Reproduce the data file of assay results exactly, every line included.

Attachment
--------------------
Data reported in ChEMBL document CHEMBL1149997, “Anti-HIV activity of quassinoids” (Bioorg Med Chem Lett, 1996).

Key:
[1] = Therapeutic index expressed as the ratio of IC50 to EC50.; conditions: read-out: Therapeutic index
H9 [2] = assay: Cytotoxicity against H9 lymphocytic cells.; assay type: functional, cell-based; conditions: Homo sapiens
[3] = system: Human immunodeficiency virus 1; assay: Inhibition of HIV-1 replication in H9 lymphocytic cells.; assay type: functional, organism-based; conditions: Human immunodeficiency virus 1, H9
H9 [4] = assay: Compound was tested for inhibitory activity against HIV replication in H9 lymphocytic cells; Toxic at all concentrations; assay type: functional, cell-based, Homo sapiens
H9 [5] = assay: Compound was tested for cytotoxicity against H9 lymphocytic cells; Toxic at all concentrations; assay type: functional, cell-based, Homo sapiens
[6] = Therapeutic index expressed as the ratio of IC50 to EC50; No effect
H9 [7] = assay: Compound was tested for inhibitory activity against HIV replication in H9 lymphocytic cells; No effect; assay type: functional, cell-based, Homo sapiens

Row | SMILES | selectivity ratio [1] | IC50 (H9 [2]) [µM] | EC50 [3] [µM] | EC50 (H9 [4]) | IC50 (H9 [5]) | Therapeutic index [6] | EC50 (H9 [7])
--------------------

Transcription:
Data reported in ChEMBL document CHEMBL1149997, “Anti-HIV activity of quassinoids” (Bioorg Med Chem Lett, 1996).

Key:
[1] = Therapeutic index expressed as the ratio of IC50 to EC50.; conditions: read-out: Therapeutic index
H9 [2] = assay: Cytotoxicity against H9 lymphocytic cells.; assay type: functional, cell-based; conditions: Homo sapiens
[3] = system: Human immunodeficiency virus 1; assay: Inhibition of HIV-1 replication in H9 lymphocytic cells.; assay type: functional, organism-based; conditions: Human immunodeficiency virus 1, H9
H9 [4] = assay: Compound was tested for inhibitory activity against HIV replication in H9 lymphocytic cells; Toxic at all concentrations; assay type: functional, cell-based, Homo sapiens
H9 [5] = assay: Compound was tested for cytotoxicity against H9 lymphocytic cells; Toxic at all concentrations; assay type: functional, cell-based, Homo sapiens
[6] = Therapeutic index expressed as the ratio of IC50 to EC50; No effect
H9 [7] = assay: Compound was tested for inhibitory activity against HIV replication in H9 lymphocytic cells; No effect; assay type: functional, cell-based, Homo sapiens

Row | SMILES | selectivity ratio [1] | IC50 (H9 [2]) [µM] | EC50 [3] [µM] | EC50 (H9 [4]) | IC50 (H9 [5]) | Therapeutic index [6] | EC50 (H9 [7])